Whatever the trouble, Moses was bothered enough that he kept bringing it up. God appeared to take it seriously in Exodus 4, and suggested a aide for Moses, his brother Aaron. Then, after a disastrous meeting with Pharaoh in which he managed to get the Israelites work increased, and an equally disastrous meeting with the Israelites over the matter, Moses brings it up again. This time, God changes the subject to genealogy, and after that discussion, Moses repeats his line about “uncircumcised lips.” What is going on here?

First, notice that God suggests Aaron as an aide. Aaron is unlikely to be fluent in court Egyptian, the language Moses spoke most of his life. However, Aaron is fluent in Hebrew, the language Moses spoke at most during the years his mother was his wet-nurse, perhaps through age 5.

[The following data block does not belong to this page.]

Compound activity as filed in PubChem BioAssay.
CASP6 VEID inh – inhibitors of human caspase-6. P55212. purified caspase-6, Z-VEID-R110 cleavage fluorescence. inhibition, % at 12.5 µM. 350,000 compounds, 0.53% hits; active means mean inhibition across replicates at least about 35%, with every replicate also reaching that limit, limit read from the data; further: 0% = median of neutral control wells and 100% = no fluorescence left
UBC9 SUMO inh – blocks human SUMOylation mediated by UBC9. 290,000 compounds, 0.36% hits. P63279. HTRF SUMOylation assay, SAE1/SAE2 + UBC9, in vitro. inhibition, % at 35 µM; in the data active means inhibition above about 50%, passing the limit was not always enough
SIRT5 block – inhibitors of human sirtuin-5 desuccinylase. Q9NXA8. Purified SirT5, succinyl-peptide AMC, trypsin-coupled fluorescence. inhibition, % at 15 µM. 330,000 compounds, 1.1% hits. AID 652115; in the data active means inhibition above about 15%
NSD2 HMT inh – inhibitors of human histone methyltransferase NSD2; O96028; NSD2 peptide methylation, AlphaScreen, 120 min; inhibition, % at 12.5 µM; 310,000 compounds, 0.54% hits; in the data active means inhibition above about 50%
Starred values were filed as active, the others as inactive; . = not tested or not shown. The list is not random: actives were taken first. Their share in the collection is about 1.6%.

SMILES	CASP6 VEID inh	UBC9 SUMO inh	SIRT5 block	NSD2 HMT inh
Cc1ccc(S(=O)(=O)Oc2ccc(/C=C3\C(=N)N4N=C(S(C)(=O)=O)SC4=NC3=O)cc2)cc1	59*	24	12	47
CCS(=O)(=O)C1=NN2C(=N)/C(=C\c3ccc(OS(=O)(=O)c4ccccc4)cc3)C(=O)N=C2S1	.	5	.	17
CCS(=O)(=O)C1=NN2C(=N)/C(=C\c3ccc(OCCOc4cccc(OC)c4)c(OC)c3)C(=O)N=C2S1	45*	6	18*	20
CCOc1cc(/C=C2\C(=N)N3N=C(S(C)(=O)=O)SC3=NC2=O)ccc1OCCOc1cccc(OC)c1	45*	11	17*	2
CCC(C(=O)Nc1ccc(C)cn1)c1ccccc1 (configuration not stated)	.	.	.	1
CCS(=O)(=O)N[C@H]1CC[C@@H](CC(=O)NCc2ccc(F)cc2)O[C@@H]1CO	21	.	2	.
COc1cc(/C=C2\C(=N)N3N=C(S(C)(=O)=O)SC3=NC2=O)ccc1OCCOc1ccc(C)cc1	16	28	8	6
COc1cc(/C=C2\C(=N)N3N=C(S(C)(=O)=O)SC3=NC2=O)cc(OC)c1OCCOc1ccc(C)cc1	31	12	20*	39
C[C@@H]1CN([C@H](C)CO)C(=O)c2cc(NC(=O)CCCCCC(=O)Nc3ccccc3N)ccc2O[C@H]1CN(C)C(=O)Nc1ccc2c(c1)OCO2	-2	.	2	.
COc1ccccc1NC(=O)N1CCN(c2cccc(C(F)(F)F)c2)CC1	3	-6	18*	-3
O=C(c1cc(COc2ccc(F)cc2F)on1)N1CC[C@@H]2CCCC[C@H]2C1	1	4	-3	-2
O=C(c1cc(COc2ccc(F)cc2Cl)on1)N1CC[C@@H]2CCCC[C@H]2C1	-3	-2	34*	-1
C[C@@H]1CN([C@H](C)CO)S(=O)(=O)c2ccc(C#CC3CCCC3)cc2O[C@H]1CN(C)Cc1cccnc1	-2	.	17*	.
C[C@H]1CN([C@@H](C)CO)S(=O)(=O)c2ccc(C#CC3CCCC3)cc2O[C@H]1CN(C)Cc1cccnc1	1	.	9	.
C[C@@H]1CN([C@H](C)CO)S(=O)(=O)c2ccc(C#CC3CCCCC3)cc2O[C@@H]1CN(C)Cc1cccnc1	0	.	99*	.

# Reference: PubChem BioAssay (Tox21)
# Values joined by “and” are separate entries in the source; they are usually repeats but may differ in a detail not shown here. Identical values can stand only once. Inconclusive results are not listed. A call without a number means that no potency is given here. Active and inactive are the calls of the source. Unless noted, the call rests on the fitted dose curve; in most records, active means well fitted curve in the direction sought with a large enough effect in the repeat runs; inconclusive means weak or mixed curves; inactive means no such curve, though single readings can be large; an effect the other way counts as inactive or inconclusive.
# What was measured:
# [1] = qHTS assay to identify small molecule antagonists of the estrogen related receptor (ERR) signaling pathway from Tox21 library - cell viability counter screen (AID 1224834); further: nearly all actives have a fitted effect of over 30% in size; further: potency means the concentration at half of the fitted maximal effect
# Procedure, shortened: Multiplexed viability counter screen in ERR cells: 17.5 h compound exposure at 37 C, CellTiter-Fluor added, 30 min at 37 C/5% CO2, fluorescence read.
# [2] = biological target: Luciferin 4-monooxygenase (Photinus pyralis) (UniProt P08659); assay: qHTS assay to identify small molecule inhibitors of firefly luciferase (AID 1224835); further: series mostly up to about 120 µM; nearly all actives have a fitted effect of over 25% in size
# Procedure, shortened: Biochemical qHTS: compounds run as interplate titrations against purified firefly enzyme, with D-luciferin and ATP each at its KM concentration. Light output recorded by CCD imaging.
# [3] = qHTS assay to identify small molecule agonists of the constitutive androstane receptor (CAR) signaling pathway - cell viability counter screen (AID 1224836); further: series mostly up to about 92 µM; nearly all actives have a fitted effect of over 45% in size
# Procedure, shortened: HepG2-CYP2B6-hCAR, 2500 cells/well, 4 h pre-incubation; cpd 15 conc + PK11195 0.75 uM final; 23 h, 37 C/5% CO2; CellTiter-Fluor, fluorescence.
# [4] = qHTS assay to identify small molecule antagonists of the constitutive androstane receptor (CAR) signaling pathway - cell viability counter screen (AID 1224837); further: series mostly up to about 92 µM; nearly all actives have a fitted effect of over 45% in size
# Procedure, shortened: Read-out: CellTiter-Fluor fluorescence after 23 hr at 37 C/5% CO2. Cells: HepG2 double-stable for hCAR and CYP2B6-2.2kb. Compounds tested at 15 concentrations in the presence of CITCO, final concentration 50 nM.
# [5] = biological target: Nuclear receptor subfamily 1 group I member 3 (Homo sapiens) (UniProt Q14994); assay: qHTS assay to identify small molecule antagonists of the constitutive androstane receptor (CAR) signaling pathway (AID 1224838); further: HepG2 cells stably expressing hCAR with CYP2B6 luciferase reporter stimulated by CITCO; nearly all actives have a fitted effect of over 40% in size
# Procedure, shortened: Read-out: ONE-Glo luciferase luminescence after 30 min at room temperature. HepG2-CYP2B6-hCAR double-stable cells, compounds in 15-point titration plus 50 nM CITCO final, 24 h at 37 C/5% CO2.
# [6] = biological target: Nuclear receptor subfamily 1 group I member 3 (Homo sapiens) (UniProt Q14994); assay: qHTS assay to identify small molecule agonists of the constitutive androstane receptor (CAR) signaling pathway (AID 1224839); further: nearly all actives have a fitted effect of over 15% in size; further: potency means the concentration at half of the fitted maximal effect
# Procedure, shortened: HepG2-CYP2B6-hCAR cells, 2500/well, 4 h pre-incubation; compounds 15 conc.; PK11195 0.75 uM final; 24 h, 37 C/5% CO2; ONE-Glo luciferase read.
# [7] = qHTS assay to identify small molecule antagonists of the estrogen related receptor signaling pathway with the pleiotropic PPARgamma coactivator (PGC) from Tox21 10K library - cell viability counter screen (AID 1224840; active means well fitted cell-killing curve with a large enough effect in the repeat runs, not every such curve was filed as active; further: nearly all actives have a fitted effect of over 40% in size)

Second, after things have gone so badly with both Pharaoh and the Hebrews, Moses begins talking about “uncircumcised lips.” This phrase did not appear in the first discussion. What is different? Now the Hebrews are mad at Moses, and they’ve rejected him.

I think that Rashbam was almost right: I think Moses was worried that he didn’t speak Hebrew fluently. His lips were uncircumcised because his language doesn’t sound Jewish (well, Hebraic.) Pharaoh would be unable to hear him because he had no credibility: how could he represent the Hebrews before Pharaoh if they repudiated him?

Notice that in later years, in the desert, Moses’ speech problems were never mentioned. The Hebrews got mad at him fairly regularly, but we never again read about uncircumcised lips or a heavy mouth. I suggest that with practice, Moses became more fluent, and the problem went away.

I find this interpretation encouraging. First, for those of us who learn Hebrew later in life, it is comforting to hear that perhaps even Moshe Rabbenu (Moses our teacher) also felt insecure about his accent, but that it improved with practice.

It is a small thing in chapters with many more important points, but just in case someone reads this who is struggling with Hebrew, know that you are definitely not alone! With enough practice, we all improve.